Advanced Study Program
FAQs about the Community of Fellows
How many fellows attend each semester?
Between 25 and 40 fellows come to MIT each semester, with about 50 percent attending full time and 50 percent attending part time.
What is the profile of a typical fellow?
Advanced Study Program fellows are a diverse group. Fellows represent a wide age range, from mid-20s to early 50s, though many are in their late 20s to mid-30s. Fellows have anywhere from two to 10 years or more work experience and include both men and women. Some fellows are senior executives in their companies; others have been selected for their leadership potential.
How do fellows get to know each other?
The Advanced Study Program runs events each semester exclusively for fellows and their families, including weekly luncheons and several evening events. Fellows have a dedicated office area and a computer area. Fellows enrolling full time are assigned dedicated desk space.
I have a master's degree or PhD already. Is that unusual for a fellow?
No. Many fellows have already earned an advanced degree. Frequently this is a master’s degree in an engineering field. Other fellows have earned JDs, PhDs, MDs, and other advanced degrees.
Are there many international fellows?
Yes. Generally about half of the fellows are international. Recent fellows were from Japan, Korea, China, Mexico, Spain, Ecuador, Algeria, and India.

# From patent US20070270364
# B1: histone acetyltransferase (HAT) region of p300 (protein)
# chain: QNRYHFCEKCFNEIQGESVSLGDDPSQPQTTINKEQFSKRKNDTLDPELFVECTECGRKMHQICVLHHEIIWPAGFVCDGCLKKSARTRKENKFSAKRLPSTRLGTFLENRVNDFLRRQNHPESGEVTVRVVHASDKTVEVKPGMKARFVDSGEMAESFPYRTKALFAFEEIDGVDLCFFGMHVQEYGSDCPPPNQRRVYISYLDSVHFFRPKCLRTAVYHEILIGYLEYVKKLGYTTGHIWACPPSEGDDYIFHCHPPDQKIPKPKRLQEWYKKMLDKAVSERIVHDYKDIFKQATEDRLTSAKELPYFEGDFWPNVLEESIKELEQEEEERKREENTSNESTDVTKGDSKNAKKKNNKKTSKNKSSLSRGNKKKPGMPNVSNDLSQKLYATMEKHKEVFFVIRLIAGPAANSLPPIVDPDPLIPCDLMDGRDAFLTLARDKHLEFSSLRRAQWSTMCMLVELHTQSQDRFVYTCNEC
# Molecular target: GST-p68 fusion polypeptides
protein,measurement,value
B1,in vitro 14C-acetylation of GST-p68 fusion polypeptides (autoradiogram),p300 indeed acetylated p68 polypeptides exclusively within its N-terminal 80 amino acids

How can I find housing during my studies?
MIT Professional Education - Advanced Study Program fellows are responsible for finding and paying for their own housing and other living costs.
If possible, before you arrive for your studies, you should come to campus to check out housing options. If you can’t do this, then consider using “Google maps (street view)” to check out the location of your house and neighborhood. That way you can get a good sense of the condition of the houses and local businesses around the place you’re considering to live.
Craigslist.org is a good resource for finding rentals. In the spring and summer, because of student turnover in Boston, rentals move quickly; so check back frequently for new listings.
There are also several websites and services set up to specifically address the large transient academic population in the Cambridge/Boston area. They cater to those looking for rentals (furnished and unfurnished) for a semester or one year. These include SabbaticalHomes, Academic Homes and Harvard University Housing sabbatical listings.